Chrysterie

Exploring 21st-century belief

Author: Nat Huston (page 2 of 3)

Eastern meditation and western psychology: perspectives from ethics and the science-religion debate

In this paper, I will consider the status of meditation-in-psychology in a larger context, and consider the thought which underlies Eastern meditative practices in the light of ongoing dialogues between science, ethics, and religions and other sorts of metaphysics. My reflections here are fragmentary at best; and I can only hope to catch a sliver […]

Dissolving the boundaries of oppression: oppressed, oppressors, and the challenge of solidarity

The purpose of this paper is to examine how the overturning of oppression would actually work, in concrete terms. Already in that first sentence, we have opened up a number of tricky avenues to navigate. In selecting “oppression” as a theological term, we shall have to relate the meaning of the word to  other concepts […]

Wrestling with ultimacy: review of “A neuropsychological-semiotic model of religious experiences

This paper is a synopsis and review of Wesley J. Wildman and Leslie A. Brothers’ essay,  “A Neuropsychological-Semiotic Model of Religious Experiences,” a richly conceived attempt to provide a methodology that can account for what the authors term experiences of ultimacy. The essay appears in the forthcoming book Neuroscience and the Person: Scientific Perspectives on […]

Defining ‘spirit’ and ‘spirituality’

If I say I believe that spirit is present in everything we do, that will mean different things to different people. I do believe that, but the resulting imprecision and expectation that we each fill in the details for ourselves renders the term about as useful as, anymore, ‘sustainability’. In this territory, there are few […]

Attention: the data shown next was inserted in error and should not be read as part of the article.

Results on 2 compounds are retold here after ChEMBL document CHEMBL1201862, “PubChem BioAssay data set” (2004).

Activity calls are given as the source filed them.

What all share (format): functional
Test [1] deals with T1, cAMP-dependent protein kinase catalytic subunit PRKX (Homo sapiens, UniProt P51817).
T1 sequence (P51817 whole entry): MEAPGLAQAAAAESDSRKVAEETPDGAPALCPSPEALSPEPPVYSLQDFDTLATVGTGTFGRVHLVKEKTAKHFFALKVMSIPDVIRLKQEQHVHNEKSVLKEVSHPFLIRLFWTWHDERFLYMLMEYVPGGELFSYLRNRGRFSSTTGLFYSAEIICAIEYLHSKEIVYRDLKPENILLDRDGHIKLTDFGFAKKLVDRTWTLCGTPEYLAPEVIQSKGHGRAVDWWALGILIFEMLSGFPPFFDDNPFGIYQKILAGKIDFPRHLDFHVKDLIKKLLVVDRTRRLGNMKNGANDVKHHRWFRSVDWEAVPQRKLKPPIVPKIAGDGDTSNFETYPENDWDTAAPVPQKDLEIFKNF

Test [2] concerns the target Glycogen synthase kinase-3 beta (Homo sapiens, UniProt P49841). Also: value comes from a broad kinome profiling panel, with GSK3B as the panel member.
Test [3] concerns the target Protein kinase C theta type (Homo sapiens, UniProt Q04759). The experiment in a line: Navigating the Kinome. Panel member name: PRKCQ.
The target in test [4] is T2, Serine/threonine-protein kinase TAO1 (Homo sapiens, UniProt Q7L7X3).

Evaluating belief

We don’t get taught what to believe in school. What beliefs we have in us are formed, initially and largely, by other people, each coming from their own human place. We take on their beliefs as our own. We don’t have very good tools to evaluate what we believe or what we ought to believe. […]

A Pseudo-Faith Suited for Our Age

Reader, I offer a pseudo-religion for our time. Its tenets are pretty simple. It’s called a pseudo-religion because you don’t have to actually believe it’s true in order to profess it. You can follow it if you are a dedicated atheist, or alongside a religion which you truly believe. As a follower, you just do […]

Little-known facts about the early Jesus movement

Did you know… … that Jesus was one of thousands of Jews hanged on crosses by the Romans? (hanged by the Romans, not the Jews) … that James, son of Mary, blood brother of Jesus, led the original followers of Jesus, the Jerusalem church, for thirty years after Jesus’s death? … that nobody in the […]

What does it mean to act with climate integrity?

Climate integrity… … is behaving with net-zero ASAP as your highest value … is something that no one can fully succeed at, so therefore we must be reticent about criticizing others or ourselves for our failures … involves changes to behavior – lifestyle, attitudes, consumption choices, diet, mobility, social and political attitudes – … but… […]

What should be the purpose of a religious institution?

We believe in God. But we do not see God as a being actively intervening in our world. We believe that God is, among other things, the Creator force that set the world in motion, and that God calls us, the Creation, towards love. In looking for God in our lives, we believe that the […]

The Timeless Harmony of Nature (Quotation from Clement)

It is dispiriting to hear of fires raging in California, the Great Barrier Reef dying, hurricanes growing in scale and ferocity, coastal flooding, whales moving north, aquifers drying, seasons shifting. In our age of climate change, species loss and competition for scarce resources, we have to up our game and take on the fact that […]

Older posts Newer posts

© 2022 Chrysterie

Theme by Anders NorenUp ↑